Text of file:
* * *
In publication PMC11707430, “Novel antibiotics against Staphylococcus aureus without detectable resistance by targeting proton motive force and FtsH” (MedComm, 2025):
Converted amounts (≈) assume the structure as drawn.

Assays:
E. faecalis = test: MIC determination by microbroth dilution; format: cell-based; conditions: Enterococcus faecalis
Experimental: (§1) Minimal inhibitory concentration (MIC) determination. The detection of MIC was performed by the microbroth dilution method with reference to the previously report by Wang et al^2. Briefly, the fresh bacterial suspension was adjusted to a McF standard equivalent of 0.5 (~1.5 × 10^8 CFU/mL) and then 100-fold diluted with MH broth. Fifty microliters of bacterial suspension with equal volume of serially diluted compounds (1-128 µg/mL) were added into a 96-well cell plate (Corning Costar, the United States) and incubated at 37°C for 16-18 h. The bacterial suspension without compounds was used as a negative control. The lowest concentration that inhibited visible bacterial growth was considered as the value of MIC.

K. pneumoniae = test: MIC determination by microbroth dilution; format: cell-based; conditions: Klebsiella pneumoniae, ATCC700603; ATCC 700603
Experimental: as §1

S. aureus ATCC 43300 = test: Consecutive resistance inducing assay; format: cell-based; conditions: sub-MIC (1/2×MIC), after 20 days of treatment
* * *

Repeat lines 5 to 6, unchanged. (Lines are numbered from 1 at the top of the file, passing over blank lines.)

Experimental: (§1) Minimal inhibitory concentration (MIC) determination. The detection of MIC was performed by the microbroth dilution method with reference to the previously report by Wang et al^2. Briefly, the fresh bacterial suspension was adjusted to a McF standard equivalent of 0.5 (~1.5 × 10^8 CFU/mL) and then 100-fold diluted with MH broth. Fifty microliters of bacterial suspension with equal volume of serially diluted compounds (1-128 µg/mL) were added into a 96-well cell plate (Corning Costar, the United States) and incubated at 37°C for 16-18 h. The bacterial suspension without compounds was used as a negative control. The lowest concentration that inhibited visible bacterial growth was considered as the value of MIC.

K. pneumoniae = test: MIC determination by microbroth dilution; format: cell-based; conditions: Klebsiella pneumoniae, ATCC700603; ATCC 700603